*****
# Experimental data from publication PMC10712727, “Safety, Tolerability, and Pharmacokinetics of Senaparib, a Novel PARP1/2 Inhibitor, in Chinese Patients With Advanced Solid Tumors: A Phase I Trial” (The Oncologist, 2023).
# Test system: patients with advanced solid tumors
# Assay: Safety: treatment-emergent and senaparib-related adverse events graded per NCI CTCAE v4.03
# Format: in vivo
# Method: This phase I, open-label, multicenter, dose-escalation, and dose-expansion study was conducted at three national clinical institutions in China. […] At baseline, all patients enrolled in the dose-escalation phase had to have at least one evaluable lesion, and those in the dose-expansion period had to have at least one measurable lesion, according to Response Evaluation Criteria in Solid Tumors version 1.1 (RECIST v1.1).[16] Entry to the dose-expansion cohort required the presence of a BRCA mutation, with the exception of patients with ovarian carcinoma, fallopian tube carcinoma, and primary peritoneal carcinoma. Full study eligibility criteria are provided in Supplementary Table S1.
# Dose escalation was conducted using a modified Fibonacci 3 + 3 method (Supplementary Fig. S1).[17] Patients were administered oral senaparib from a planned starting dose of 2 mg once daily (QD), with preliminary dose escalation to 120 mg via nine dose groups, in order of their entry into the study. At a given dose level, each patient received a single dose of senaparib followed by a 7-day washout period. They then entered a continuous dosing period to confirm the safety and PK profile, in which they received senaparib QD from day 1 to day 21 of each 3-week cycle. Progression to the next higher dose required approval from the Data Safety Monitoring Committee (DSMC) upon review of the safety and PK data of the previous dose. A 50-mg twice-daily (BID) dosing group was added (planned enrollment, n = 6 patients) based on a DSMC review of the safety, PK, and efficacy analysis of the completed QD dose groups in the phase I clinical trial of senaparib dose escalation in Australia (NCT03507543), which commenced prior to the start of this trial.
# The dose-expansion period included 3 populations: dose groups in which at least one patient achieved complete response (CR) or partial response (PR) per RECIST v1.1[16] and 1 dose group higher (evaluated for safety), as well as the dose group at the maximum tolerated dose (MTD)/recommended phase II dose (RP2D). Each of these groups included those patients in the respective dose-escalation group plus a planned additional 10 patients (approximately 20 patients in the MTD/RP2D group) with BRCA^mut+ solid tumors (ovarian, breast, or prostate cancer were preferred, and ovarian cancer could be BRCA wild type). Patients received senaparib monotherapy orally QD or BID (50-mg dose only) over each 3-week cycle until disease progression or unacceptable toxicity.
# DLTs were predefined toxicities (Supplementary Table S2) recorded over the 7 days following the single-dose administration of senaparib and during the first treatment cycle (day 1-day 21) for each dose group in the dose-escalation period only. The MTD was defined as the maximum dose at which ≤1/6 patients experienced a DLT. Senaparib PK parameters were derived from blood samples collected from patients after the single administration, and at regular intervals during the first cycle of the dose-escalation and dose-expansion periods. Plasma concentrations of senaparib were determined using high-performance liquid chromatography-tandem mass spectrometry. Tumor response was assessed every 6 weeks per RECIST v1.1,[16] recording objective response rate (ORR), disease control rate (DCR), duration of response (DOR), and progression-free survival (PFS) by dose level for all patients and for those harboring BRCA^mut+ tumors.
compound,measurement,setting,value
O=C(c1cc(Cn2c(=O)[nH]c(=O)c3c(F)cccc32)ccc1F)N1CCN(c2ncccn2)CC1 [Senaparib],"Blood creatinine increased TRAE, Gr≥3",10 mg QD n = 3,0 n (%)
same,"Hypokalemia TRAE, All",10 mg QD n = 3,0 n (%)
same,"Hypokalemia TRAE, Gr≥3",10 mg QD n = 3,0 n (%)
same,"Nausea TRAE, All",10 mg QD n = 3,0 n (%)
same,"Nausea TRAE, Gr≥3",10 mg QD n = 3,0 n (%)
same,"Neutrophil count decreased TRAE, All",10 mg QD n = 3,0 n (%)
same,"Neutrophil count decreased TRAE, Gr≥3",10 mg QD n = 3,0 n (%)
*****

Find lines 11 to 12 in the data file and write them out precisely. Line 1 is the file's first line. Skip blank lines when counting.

same,"Hypokalemia TRAE, All",10 mg QD n = 3,0 n (%)
same,"Hypokalemia TRAE, Gr≥3",10 mg QD n = 3,0 n (%)